You can just use a set difference (aka minus) to see if one array includes all elements of another

not_included = [1,2,3] - (1..9).to_a
not_included      # => []

not_included = [1,2,3,'A'] - (1..9).to_a
not_included      # => ["A"]

Use intersection to test if any of the one are in the other:

shared = [1,2,3,'A'] & (1..9).to_a
shared     # => [1, 2, 3]
May 2, 2009
2 thanks

Re: Find random record

Ordering by RAND() is not a wise idea when you have a large table with lots of rows. Your database will have to calculate a different random value for every row in your database – O(N) – then sort the entire table by those values – O(N log N).

There are a number of better ways to get a random record from your table. Some examples:

  • If your table is not sparse, choose a random ID and get that row (or the nearest row):

rand_id = rand(Model.count)
rand_record = Model.first(:conditions => [ "id >= ?", rand_id]) # don't use OFFSET on MySQL; it's very slow
  • If your table is sparse, or does not have a primary key, consider adding an indexed column of random numbers between 0 and N. You can then order by this column quickly and choose a value using a method similar to the above example.

April 30, 2009
1 thank

Find random record

It’s as simple as:

Things.first(:order => 'RAND()')

Of course depending on your database it could be ‘RANDOM()’ or something similar.

April 30, 2009
2 thanks

Caveat and design hints regarding :counter_cache

(From Obie Fernandez/ The Rails Way, ISBN 978-0321445612. Thanks Obie!)

This caveat:

The value of the counter cache column must be set to zero by default in the database! Otherwise the counter caching won’t work at all. It’s because the way that Rails implements the counter caching behavior is by adding a simple callback that goes directly to the database with an UPDATE command and increments the value of the counter.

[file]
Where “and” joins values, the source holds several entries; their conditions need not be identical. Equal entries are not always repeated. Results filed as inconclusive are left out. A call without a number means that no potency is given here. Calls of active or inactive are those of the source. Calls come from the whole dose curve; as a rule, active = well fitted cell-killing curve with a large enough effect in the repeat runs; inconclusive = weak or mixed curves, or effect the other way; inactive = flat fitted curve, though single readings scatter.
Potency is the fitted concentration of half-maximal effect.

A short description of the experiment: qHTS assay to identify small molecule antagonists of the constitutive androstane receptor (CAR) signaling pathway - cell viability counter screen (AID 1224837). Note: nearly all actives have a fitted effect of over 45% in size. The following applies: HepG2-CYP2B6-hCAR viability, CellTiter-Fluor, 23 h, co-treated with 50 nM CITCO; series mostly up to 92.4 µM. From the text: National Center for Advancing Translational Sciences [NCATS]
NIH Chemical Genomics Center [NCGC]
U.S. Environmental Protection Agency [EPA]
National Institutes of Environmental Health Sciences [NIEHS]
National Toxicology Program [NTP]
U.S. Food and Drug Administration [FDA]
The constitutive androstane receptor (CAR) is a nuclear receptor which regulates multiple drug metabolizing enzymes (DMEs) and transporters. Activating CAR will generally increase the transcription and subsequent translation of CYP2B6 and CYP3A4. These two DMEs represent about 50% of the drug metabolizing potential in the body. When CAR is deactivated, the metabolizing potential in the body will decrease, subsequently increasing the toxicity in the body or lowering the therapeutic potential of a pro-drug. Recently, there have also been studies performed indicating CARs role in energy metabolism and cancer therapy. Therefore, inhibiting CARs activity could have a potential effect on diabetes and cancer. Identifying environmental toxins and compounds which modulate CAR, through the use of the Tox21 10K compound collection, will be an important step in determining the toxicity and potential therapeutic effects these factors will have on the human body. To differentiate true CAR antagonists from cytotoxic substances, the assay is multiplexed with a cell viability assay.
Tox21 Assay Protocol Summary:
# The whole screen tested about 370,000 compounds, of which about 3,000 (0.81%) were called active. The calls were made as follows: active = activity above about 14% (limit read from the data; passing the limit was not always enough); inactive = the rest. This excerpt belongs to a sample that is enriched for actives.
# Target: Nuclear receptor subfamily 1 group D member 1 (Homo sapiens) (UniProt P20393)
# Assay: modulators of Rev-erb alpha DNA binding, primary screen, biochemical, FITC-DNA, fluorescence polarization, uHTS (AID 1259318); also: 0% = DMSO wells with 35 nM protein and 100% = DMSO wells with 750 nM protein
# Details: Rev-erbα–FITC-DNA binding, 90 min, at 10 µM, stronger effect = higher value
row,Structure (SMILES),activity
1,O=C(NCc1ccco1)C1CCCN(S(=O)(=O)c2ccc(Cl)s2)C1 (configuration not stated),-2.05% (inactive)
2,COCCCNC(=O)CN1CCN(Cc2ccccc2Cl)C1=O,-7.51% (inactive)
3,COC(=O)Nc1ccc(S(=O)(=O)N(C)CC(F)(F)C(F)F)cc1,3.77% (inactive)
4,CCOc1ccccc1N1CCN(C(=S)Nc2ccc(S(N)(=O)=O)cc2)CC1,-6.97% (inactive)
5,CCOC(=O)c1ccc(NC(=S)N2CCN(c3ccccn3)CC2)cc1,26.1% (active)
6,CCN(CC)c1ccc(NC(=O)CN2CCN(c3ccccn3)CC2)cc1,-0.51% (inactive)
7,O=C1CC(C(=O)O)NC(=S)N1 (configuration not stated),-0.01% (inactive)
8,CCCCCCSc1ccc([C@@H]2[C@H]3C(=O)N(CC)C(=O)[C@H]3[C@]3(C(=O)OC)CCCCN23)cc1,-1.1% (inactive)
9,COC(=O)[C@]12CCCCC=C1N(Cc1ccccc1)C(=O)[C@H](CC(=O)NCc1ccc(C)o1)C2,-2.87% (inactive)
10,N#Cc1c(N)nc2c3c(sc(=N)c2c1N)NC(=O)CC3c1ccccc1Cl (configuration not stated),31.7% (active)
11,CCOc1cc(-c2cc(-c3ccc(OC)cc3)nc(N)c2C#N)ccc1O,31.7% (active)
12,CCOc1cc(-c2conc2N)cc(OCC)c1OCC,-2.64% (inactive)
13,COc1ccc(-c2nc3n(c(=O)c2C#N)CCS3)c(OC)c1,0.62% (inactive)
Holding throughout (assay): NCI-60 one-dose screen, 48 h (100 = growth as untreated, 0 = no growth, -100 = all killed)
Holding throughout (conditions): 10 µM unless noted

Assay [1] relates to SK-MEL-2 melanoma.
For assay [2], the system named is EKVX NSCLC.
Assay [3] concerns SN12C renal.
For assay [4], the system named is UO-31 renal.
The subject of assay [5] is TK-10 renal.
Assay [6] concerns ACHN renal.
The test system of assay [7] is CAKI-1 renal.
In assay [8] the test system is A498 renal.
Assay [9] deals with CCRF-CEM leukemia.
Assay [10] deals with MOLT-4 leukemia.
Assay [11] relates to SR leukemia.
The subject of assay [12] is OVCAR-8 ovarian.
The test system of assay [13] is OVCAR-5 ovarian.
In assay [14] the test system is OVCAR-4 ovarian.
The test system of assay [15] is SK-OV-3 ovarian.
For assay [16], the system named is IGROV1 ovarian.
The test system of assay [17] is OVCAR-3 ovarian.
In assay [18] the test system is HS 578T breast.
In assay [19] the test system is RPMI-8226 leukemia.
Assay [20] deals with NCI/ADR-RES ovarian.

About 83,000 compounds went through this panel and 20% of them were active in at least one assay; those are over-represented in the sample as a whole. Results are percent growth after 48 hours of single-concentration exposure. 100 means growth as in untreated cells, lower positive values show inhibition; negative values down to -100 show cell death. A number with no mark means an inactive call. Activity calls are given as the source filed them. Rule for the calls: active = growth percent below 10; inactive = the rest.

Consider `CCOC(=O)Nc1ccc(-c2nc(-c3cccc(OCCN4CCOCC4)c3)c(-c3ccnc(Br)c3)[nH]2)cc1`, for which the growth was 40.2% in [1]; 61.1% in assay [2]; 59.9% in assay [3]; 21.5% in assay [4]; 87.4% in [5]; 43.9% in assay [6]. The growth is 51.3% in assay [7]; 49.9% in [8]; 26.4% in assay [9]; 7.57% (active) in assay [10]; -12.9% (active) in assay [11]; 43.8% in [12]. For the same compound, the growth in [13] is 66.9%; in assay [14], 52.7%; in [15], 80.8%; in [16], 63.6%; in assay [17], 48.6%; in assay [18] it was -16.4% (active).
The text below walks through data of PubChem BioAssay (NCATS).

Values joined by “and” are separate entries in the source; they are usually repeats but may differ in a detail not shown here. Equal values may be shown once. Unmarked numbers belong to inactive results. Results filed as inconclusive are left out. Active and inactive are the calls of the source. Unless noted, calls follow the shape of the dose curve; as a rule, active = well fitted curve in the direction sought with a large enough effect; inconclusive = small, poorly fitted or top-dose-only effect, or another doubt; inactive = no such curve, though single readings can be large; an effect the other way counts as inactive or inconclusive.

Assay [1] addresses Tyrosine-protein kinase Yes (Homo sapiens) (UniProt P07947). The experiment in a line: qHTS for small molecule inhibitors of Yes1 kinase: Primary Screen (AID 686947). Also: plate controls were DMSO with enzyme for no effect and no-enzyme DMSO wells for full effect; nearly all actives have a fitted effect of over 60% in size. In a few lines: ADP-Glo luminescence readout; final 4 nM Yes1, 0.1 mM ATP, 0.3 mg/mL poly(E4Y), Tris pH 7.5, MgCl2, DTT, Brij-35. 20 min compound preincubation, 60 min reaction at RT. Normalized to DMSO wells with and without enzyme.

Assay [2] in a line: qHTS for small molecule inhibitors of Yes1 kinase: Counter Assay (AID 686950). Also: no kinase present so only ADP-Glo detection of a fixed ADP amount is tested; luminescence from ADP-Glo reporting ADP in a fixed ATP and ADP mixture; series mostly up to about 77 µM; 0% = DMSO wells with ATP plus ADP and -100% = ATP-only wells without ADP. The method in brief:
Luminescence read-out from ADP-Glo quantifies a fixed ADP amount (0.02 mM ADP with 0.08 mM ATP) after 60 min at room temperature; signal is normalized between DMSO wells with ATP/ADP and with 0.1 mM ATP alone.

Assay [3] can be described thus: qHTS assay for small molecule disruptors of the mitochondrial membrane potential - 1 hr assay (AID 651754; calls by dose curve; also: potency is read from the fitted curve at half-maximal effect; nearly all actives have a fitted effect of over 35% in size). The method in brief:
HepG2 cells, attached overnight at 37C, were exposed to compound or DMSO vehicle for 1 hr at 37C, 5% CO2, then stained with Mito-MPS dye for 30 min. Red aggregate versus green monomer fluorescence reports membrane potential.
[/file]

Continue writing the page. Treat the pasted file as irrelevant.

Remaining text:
And these tips:

If a significant percentage of your association collections will be empty at any given moment, you can optimize performance at the cost of some extra database storage by using counter caches liberally. The reason is that when the counter cache attribute is at zero, Rails won’t even try to query the database for the associated records!

If you’re not careful, and neglect to set a default value of 0 for the counter cache column on the database, or misspell the column name, the counter cache will still seem to work! There is a magic method on all classes with has_many associations called collection_count, just like the counter cache. It will return a correct count value if you don’t have a counter cache option set or the counter cache column value is null!

April 30, 2009
1 thank

For specific entries, use Dir.glob

When working with the contents of a directory it’s not uncommon to be interested in a specific subset of the entries present.

Dir.glob can be used to fetch entries by name and File.stat can be used to determine the type of file.

April 30, 2009
0 thanks

attachments and implicit multipart

There is a small gotcha - this caught me up for a while.

If you are using implicit multipart mime types by naming your template xxx.text.html.erb and xxx.text.plain.erb, you will need to change your template name back to the original xxx.erb.

If you use the implicit template name, your attachment will be the only thing in the body of the message - it will ignore your template.

See the “Multipart email” section of the ActionMailer.base documentation.

April 30, 2009
0 thanks

Video tutorial

If you want to get up to speed with Rails’ caching and haven’t seen it already, definitely check out this video series on Scaling Rails:


April 29, 2009 - (<= v2.3.2)
1 thank

Including instance methods to JSON output

Use :methods parameter to include ActiveRecord instance methods to JSON output. :only and :except uses DB columns only.